- Compression with an elastic bandage will help reduce swelling if wrapped immediately over the injured area. Do not wrap it so tightly that the area beyond the bandage throbs. Redo the wrap as it loosens.
- Elevation of the body part should be above the level of the heart, allowing gravity to drain fluid from the injury. Elevation is best started immediately, but it is still effective even after significant swelling has occurred.
Remaining active while you heal
Even during the acute phase, you can and should continue to remain physically active. If the injury is to any part of the leg, aerobics may not be possible during the early post-injury phase unless you have access to an arm cycle. However, you can still do upper body and arm strength training. In addition, you will want to start very gentle stretching of the muscles in the affected limb and perform regular stretching of the rest of your body. Stop stretching if it causes pain.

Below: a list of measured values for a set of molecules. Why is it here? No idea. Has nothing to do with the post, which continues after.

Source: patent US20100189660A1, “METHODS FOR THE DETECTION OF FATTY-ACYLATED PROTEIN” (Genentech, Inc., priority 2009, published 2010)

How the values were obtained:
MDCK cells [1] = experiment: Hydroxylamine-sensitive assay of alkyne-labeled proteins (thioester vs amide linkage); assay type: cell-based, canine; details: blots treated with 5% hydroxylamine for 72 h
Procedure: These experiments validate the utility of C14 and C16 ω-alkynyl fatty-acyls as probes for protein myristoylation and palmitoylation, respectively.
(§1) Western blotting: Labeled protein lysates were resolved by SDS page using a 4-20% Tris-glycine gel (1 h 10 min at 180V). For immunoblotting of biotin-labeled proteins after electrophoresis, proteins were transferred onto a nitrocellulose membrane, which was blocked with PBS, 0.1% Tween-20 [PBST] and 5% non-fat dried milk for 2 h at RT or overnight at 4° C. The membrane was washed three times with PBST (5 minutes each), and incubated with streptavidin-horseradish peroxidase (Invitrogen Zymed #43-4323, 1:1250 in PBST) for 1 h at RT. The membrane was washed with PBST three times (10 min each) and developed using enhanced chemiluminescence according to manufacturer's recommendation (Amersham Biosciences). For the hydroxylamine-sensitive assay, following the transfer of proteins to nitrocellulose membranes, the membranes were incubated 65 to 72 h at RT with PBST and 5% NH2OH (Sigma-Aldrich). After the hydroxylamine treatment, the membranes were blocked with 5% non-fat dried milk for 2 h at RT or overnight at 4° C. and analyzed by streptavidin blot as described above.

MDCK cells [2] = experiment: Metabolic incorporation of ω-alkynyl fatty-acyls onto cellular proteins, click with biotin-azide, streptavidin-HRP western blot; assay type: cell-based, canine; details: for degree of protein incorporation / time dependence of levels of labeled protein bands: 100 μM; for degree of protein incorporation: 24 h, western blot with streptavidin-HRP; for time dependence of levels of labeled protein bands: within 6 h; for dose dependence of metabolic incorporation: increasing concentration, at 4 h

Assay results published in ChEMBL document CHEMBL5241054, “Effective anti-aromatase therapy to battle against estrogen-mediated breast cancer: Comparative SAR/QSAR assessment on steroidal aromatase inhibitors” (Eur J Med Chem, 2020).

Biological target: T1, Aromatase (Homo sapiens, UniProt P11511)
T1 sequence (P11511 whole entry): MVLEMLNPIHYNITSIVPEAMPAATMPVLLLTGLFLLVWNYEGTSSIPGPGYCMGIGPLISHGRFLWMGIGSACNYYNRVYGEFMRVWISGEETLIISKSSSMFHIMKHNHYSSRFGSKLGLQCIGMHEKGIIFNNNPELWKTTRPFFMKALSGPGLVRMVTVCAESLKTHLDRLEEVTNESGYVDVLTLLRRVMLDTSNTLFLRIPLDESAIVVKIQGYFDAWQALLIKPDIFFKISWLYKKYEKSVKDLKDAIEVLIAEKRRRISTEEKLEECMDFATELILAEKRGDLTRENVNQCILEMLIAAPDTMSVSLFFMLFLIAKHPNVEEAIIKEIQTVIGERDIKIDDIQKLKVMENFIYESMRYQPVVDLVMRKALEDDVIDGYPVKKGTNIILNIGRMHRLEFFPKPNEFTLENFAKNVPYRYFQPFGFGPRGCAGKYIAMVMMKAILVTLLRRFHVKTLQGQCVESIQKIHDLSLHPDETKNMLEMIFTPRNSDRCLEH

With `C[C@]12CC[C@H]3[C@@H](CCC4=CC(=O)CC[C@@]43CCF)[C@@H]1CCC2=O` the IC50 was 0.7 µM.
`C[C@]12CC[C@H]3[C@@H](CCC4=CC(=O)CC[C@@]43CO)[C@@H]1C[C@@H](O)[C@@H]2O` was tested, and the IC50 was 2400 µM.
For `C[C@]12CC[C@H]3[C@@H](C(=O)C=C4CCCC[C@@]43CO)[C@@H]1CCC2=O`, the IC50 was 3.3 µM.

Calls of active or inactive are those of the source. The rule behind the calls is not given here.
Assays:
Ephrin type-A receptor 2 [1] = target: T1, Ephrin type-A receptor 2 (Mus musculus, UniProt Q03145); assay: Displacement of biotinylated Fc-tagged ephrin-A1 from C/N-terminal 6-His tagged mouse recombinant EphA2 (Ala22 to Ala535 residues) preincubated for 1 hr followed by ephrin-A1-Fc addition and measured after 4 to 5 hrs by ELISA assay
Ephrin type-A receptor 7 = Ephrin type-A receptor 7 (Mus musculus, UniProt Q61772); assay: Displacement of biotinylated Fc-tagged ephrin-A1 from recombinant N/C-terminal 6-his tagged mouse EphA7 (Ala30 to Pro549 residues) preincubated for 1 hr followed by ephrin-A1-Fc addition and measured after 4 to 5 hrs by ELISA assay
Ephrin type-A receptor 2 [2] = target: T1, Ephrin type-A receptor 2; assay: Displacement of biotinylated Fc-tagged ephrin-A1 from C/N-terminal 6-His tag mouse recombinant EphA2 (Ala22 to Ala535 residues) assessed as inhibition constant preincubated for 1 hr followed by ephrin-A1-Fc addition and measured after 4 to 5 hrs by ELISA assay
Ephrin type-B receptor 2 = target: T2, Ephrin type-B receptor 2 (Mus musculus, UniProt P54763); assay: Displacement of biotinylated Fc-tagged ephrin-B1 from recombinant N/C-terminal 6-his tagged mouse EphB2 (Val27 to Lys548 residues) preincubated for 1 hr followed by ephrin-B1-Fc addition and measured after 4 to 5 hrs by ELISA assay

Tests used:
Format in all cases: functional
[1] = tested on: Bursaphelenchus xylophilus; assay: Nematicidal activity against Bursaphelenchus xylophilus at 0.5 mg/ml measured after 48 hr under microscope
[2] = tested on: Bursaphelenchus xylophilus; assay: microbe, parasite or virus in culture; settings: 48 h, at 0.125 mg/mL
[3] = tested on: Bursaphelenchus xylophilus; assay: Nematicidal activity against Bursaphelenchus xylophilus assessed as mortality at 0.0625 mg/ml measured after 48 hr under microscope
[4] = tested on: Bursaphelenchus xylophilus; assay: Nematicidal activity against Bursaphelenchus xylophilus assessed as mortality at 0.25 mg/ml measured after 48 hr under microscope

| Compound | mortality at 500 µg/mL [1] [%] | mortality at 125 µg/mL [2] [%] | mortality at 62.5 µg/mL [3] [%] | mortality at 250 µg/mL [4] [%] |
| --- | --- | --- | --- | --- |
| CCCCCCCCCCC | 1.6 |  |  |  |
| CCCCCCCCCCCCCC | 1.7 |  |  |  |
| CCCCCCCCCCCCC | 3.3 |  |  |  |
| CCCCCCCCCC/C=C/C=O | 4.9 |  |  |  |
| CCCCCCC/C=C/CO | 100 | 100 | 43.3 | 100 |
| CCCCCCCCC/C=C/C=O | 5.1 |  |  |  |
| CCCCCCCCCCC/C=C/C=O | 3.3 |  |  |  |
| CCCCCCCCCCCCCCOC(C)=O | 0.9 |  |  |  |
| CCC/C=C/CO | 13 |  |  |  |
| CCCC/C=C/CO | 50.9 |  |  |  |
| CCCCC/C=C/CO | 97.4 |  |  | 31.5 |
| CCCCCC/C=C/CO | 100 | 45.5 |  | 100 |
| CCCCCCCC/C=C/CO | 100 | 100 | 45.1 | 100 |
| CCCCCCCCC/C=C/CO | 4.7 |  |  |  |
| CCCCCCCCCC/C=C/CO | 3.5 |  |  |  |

To maintain muscle tone around the injury, do sets of repetitive isometric contractions (no active joint movement). Isometric exercises are those in which a muscle tenses but doesn’t contract. Clasping your hands together and pushing or lifting free weights are examples of isometric exercises.
The recovery period
Once swelling is subsiding and pain diminishes, you move into the recovery phase, during which you regain range of motion, strength, and endurance. At the same time you are working on the affected area, continue exercising your other body parts.
Go slow as you begin active movement of the injured area. During this stage, warm your muscles with heat or through aerobics before you begin stretching and range-of-motion joint movement. Use ice following the routine if you have pain or swelling afterward. Stretch two to three times a day; do range of motion more frequently.